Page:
A potentially catastrophic storm is tearing through the Caribbean and putting thousands of children's lives in danger. Category 5 Hurricane Irma is one of the most dangerous natural phenomena the world has seen this year, pummelling communities with sustained wind speeds of up to 295 km/h.

The massive storm has already caused widespread destruction on several island nations. The Prime Minister of Barbuda says the hurricane has "totally demolished" the island and levelled 95 per cent of buildings.
 


Life-threatening storm surges are expected to cause flooding as high as three metres near the coasts of some islands, while torrential rain may cause flash floods and mudslides.

Irma has passed just north of Puerto Rico and is forecast to remain a powerful category 4 or 5 hurricane as it moves towards the Dominican Republic, Haiti and Bahamas over the next couple of days. Communities are also on alert in Cuba and Florida, which is still reeling from the devastation of Hurricane Matthews.

While it's too early to know the full impact of this crisis, one thing is certain: children are in danger. The destruction, flooding and chaos of a hurricane can leave children extremely vulnerable to injury, family separation and water-borne diseases. 

UNICEF prepared for the worst


UNICEF has pre-positioned emergency supplies of drinking water, unperishable food and medicines, ready for rapid response to the worst-affected communities.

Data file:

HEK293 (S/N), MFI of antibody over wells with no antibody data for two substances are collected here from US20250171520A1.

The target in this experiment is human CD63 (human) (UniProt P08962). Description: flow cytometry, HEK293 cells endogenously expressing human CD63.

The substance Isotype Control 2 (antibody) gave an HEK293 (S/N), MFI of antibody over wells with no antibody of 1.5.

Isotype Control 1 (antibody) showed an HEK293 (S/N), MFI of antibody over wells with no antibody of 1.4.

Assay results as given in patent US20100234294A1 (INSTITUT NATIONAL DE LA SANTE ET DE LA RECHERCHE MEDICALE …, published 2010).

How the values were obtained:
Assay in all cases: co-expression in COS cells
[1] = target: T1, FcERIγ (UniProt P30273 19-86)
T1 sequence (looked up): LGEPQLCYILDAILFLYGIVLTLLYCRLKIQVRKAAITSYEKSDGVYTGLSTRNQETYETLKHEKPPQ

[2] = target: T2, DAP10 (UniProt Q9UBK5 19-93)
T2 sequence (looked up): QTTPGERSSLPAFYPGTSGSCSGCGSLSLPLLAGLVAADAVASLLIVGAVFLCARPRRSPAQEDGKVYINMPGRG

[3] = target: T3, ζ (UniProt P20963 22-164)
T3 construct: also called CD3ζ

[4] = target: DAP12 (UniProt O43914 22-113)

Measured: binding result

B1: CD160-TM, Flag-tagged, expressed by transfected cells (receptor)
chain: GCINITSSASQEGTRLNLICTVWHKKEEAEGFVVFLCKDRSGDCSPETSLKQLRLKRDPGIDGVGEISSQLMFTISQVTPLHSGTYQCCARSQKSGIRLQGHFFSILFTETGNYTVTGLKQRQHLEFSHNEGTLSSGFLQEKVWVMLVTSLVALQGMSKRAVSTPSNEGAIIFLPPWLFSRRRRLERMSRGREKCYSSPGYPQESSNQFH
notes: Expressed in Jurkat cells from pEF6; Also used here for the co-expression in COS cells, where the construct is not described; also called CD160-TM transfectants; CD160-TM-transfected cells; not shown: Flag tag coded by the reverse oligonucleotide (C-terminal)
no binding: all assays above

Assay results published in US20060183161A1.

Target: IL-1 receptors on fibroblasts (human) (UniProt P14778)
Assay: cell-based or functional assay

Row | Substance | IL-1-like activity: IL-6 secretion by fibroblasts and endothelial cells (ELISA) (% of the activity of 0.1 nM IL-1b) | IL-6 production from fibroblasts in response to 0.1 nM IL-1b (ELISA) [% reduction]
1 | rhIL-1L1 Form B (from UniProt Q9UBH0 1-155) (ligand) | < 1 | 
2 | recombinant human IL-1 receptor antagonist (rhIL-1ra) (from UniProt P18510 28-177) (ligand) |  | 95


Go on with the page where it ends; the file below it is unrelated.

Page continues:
Our teams are on standby with emergency kits - each packed with a bucket, soap, toothbrushes and paste, detergent and other everyday necessities that families will need to cope with the tough days ahead.

UNICEF is also keeping young people informed with expert advice and updates via our U-Report platform. In the last 24 hours, we've seen a surge of adolescents in Haiti and the Dominican Republic signing up to receive this vital information via their Facebook Messenger and other social media accounts.

When disasters strike, UNICEF can:
 
  • Restore life-saving medical services, water and sanitation.
  • Deliver emergency hygiene and nutritional supplies to families who have lost everything.
  • Reunite separated children with their parents.
  • Set up child-friendly spaces to keep children off the streets and away from danger.
  • Provide counselling and psychosocial support for children suffering profound stress.
  • Help children back to school and through every step of the long-term recovery.
The Caribbean is one of the most disaster-prone areas in the world but UNICEF has been there for children since the 1950s and we've prepared for this terrible moment. We've been working with governments to reduce the risks of disaster, strengthen community resilience and build the Return to Happiness program, which helps children cope and recover from loss.

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